A third possibility was that Truman ask Congress for authorization to seize the steel industry. Given Truman’s unpopularity, however, congressional approval of such a request was unlikely. While debating on the Taft-Hartley Act prior to its passage, the House of Representatives had voted down a proposal to authorize government seizure of firms as a way of settling labor disputes. The bipartisan conservative coalition of Republicans and Southern Democrats controlling Congress was almost certain to insist that the president invoke the Taft-Hartley cooling-off provision.

Accordingly, Truman on April 8 issued Executive Order 10340, directing Secretary of Commerce Charles Sawyer to take possession of American steel plants and operate them. Truman based the order solely upon his inherent authority as president and commander in chief of the armed forces—the same authority under which he had sent troops to Korea without consulting Congress. In taking this approach, Truman relied heavily upon a memorandum that had been prepared in February, 1949, by Attorney General Tom C. Clark upholding the “inherent powers of the President” to take “unusual steps, such as seizure,” to “prevent paralysis of the national economy” by labor disputes. Even more important to Truman’s decision was private advice given by his longtime friend, Chief Justice Fred M. Vinson, in support of the legality of a seizure. In his radio address announcing the seizure, Truman accused the steel companies of “recklessly forcing a shutdown of the steel mills.” Despite the torrent of abuse that greeted the seizure, he remained convinced of the rightness of his action. “The President,” he insisted, “has the power to keep the country from going to hell.”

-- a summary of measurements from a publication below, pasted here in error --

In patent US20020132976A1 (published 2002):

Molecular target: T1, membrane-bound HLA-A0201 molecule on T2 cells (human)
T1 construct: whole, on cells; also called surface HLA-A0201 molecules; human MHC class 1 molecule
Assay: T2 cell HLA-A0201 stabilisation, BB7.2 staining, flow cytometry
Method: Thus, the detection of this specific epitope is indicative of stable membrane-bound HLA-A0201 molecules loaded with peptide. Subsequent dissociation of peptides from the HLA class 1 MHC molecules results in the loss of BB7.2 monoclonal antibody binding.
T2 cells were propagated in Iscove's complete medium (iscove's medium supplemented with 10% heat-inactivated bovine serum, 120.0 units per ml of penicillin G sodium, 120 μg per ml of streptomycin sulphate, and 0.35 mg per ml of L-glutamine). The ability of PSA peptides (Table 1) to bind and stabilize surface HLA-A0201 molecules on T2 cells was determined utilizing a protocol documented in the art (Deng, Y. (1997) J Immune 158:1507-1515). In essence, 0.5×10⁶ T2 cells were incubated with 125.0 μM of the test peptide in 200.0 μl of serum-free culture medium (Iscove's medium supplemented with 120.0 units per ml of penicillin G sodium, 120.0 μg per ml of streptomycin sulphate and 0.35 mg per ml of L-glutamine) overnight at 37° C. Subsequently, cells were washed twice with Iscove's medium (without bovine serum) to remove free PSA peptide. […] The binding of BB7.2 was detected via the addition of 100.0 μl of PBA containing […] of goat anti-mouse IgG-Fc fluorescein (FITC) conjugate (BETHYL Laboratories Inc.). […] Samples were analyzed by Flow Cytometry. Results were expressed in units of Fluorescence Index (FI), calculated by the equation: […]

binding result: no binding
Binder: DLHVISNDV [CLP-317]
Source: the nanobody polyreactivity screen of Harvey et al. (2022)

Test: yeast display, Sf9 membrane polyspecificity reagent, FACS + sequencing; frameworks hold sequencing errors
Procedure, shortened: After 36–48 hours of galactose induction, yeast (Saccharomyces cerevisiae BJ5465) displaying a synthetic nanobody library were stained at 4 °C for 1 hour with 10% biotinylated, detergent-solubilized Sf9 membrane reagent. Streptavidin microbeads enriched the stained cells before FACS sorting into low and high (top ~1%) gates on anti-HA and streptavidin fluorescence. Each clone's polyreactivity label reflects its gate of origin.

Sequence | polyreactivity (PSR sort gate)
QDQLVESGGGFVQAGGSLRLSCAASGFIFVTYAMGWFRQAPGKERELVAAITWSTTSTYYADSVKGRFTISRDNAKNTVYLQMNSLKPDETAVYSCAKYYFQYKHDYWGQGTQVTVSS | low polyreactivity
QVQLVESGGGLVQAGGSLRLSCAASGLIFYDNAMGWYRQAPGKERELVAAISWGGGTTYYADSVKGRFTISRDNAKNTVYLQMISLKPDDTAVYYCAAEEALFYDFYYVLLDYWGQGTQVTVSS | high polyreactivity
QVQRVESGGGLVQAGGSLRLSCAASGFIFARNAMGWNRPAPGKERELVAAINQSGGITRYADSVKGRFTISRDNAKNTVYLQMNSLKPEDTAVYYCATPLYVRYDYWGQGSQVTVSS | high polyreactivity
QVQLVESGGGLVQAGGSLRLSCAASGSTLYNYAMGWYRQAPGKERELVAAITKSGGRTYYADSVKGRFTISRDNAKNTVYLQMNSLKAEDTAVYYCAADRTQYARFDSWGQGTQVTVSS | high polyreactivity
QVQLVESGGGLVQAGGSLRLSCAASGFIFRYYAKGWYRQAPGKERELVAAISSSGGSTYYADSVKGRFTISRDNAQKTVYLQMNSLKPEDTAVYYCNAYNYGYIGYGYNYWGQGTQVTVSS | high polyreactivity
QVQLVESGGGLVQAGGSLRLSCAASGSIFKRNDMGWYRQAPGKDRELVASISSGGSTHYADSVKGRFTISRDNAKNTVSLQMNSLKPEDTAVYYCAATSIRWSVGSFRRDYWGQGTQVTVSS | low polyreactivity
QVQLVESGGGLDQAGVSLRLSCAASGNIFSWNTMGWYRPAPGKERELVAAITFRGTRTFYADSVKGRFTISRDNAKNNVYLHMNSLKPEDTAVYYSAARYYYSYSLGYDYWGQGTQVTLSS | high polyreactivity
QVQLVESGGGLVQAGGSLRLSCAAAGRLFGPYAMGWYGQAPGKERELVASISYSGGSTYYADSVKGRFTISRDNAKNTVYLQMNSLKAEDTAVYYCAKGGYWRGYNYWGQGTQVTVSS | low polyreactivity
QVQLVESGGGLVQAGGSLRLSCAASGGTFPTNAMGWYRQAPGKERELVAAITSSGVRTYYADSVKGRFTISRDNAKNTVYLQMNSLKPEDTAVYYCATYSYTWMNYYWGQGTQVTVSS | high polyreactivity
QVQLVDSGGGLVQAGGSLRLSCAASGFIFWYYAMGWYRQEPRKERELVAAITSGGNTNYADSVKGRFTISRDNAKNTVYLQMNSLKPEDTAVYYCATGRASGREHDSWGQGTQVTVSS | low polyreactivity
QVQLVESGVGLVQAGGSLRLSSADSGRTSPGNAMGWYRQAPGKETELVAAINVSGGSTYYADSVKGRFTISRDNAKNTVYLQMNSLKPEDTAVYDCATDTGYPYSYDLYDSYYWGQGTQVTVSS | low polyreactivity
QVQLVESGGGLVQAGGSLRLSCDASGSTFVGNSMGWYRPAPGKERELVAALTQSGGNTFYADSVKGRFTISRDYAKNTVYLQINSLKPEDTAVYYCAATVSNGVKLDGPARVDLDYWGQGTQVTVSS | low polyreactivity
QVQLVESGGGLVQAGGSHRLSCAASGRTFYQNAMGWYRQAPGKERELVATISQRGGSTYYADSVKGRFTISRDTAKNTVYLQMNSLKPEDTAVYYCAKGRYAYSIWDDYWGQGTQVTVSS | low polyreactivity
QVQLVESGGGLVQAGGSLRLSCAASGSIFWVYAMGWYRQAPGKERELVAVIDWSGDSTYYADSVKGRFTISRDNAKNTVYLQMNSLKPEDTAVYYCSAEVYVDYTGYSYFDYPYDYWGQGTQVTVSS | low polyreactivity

The union promptly called off its strike, but the steel companies asked the United States District Court for the District of Columbia for an injunction against the seizure. The crux of the companies’ argument was that the president lacked any inherent authority to seize the steel plants. In response, Assistant Attorney General Holmes Baldridge Baldridge, Holmes defended in sweeping terms the power of the president “to step in and protect the national security and the national interests . . . when an emergency situation . . . arises that is of such importance to the entire welfare of the country that something has to be done about it.”